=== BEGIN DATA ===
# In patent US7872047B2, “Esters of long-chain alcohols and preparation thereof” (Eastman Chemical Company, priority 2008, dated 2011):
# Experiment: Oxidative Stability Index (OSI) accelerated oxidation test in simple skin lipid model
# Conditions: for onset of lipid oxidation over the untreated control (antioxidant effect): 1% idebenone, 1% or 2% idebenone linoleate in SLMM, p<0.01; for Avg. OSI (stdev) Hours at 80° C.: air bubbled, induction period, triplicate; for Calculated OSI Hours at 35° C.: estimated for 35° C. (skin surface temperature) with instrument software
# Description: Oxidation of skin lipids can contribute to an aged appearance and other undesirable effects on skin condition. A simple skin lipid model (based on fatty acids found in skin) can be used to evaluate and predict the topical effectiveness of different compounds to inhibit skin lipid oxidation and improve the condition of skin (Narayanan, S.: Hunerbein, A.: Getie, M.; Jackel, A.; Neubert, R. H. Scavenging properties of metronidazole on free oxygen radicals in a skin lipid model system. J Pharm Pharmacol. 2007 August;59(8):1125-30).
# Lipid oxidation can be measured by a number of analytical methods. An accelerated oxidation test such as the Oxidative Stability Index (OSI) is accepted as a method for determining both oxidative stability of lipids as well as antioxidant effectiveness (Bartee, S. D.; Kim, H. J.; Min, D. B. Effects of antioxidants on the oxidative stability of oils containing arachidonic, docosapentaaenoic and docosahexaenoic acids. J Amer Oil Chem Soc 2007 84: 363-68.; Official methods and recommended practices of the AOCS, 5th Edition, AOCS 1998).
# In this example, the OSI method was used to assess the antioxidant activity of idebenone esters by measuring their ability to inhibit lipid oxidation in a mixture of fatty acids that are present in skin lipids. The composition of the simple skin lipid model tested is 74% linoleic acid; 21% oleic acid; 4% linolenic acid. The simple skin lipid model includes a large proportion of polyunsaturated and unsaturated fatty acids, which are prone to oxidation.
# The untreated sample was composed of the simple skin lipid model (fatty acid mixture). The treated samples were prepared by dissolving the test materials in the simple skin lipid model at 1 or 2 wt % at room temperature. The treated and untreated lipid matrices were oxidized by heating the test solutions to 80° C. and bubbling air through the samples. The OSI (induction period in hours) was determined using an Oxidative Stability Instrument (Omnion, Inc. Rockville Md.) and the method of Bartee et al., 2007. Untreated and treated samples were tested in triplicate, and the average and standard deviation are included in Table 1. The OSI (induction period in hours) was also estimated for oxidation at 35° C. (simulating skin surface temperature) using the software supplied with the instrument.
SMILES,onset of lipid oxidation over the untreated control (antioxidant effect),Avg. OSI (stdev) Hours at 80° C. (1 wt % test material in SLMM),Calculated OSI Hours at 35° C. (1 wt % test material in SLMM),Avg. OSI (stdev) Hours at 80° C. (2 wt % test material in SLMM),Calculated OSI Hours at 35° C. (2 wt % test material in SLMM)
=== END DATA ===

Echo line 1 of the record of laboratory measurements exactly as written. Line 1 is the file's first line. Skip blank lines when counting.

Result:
# In patent US7872047B2, “Esters of long-chain alcohols and preparation thereof” (Eastman Chemical Company, priority 2008, dated 2011):